Tuesday, December 24, 2013

I like the religious meaning of Christmas

Secular Christmas is kindof meh, honestly. It's basically Thanksgiving again plus obligatory present giving, horrendous traffic, and shopping crowds. I enjoy a good holiday with family, regardless, but I'm also worn out on the commercial themes that have been hanging around since literally before Halloween. I'm sure when I have kids there will be a renewed magic to it, because childlike wonder is infectious.

In contrast, the religious theme is potent and meaningful. It takes a little suspension of disbelief if you're not Christian, but this is true of all myths. I feel no need to disdain Prometheus or the River Styx simply because these things lack literal truth. In the Christian myth, our yearning for absolution is touched by grace and we are made whole again: unfractured, unscarred - a kind of healing that mere time cannot provide. Jesus is the physical manifestation, the personification of grace and forgiveness.

Forgiveness is necessary to sustain any relationship over the long term, including one with ourselves. Because the forgiveness in this myth is perfect, the grace infinite, no one is beyond its reach.  However unable you are to accept yourself, or obtain absolution from others, God is still there. It opens a gateway to renewed self-love, and because whole communities believe in this and place God's judgment above their own, it opens gateways to re-acceptance into the community as well. That no one is beyond redemption is powerful, because placing someone beyond redemption makes them incorrigible or worse. This is the ultimate restorative justice, powered by magic/God.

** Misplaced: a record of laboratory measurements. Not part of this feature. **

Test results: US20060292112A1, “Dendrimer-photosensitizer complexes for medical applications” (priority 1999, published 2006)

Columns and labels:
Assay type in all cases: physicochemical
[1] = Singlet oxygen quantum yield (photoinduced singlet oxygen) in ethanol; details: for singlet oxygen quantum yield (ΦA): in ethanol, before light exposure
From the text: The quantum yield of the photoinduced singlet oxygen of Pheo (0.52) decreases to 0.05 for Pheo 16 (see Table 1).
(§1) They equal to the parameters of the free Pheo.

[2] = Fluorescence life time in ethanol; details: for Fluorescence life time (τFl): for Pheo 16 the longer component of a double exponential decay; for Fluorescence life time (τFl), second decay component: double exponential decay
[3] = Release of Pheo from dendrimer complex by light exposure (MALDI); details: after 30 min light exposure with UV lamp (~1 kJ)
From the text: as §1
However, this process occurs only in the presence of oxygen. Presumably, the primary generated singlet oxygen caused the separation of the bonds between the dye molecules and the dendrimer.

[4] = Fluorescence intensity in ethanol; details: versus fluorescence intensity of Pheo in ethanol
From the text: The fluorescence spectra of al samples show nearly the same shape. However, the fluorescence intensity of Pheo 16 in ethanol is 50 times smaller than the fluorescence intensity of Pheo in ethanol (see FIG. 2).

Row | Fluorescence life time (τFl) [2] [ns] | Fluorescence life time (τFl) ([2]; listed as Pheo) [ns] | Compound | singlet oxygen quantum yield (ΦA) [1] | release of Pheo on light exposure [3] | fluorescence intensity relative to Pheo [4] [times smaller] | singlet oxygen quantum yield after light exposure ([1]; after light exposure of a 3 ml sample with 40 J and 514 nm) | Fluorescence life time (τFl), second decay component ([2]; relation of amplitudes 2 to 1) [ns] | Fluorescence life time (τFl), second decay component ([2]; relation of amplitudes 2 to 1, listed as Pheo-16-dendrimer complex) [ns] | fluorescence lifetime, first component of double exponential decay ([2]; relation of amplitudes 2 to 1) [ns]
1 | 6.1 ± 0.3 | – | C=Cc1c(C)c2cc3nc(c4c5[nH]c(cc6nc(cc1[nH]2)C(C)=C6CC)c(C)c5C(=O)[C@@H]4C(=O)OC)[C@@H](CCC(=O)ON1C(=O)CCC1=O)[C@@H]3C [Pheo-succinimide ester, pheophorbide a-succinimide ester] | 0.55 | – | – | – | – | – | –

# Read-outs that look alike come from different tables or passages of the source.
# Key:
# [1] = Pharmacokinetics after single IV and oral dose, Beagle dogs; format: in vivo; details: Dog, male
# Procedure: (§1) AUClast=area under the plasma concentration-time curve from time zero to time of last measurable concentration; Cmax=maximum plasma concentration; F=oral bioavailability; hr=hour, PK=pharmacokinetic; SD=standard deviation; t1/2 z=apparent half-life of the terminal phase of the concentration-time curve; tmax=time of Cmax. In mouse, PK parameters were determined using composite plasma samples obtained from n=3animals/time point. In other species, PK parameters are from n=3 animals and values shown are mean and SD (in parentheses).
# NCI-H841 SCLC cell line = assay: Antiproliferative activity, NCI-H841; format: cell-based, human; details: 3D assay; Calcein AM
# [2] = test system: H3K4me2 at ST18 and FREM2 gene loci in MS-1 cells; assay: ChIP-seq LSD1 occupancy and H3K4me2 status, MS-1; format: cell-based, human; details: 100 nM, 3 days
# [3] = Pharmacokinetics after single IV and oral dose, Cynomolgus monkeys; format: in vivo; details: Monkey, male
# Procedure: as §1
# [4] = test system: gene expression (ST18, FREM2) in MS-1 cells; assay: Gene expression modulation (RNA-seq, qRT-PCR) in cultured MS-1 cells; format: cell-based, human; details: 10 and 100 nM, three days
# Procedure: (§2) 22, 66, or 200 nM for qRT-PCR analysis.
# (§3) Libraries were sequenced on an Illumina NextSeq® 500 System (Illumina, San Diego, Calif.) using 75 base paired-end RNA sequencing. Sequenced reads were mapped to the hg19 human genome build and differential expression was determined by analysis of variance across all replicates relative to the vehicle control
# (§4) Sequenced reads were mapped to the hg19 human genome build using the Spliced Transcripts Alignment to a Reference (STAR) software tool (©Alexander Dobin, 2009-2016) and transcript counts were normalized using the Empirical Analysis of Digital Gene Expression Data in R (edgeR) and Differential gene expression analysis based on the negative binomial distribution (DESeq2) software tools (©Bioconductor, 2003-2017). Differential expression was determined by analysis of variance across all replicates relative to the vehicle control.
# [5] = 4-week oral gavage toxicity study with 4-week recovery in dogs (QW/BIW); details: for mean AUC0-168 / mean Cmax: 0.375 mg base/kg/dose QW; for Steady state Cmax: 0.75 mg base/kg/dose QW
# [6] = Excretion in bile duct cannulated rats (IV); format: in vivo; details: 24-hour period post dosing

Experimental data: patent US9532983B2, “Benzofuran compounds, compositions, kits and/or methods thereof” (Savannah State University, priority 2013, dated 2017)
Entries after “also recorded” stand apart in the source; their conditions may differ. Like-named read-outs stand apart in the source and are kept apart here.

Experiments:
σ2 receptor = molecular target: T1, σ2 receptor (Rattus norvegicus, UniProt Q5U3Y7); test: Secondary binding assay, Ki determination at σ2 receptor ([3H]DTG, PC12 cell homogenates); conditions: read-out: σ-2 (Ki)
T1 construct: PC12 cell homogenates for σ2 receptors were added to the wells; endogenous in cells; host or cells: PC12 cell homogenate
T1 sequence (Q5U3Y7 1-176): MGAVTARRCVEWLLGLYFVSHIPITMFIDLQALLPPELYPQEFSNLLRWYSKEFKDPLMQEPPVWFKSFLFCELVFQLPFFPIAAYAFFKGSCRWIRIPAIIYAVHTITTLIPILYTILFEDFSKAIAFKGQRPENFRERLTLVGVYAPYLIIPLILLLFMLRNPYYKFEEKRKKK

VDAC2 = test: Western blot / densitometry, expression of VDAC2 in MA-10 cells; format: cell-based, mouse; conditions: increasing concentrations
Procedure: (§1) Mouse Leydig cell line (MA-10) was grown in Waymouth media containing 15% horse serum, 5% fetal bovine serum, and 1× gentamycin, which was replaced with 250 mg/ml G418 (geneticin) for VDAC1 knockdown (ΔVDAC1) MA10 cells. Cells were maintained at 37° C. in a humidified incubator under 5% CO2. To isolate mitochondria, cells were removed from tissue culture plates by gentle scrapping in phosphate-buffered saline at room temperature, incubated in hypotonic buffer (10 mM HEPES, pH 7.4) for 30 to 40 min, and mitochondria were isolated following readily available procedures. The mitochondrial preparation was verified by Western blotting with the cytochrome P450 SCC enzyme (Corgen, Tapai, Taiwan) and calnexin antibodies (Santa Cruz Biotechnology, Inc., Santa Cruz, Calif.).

Like the tale of the Boy Who Lived in Harry Potter: there was darkness, and it was sundered by the power of love as manifested in an infant. A mysterious event met largely with relief and gratitude, a bewildering Deus Ex Machina. Who would not be grateful for the sudden respite?

This is not to say that there are no problems with the myth, but on a holiday celebrating it I prefer to put that aside and appreciate it for the worthier parts. We have to live with each other; it may as well be in harmony. Peace on Earth and good will towards men - it all starts with the grace to forgive.  The myth has literary meaning that extends into our real lives;  Jesus does not have to really exist for this to matter, though that does sound nice.

Merry Christmas.

Tuesday, November 19, 2013

The racist thing I did.

A belief that white Americans often seem stuck with is the idea that racism necessarily implies at least some minimal amount of malicious intent.  The term has been associated so entirely with  clearly identifiable villains that normal folk who think of themselves as good people are unwilling to entertain the idea that something they said or did might be racist.  They're really saying they would never be racist on purpose, and they don't understand that most racism happens without any conscious intent to be racist.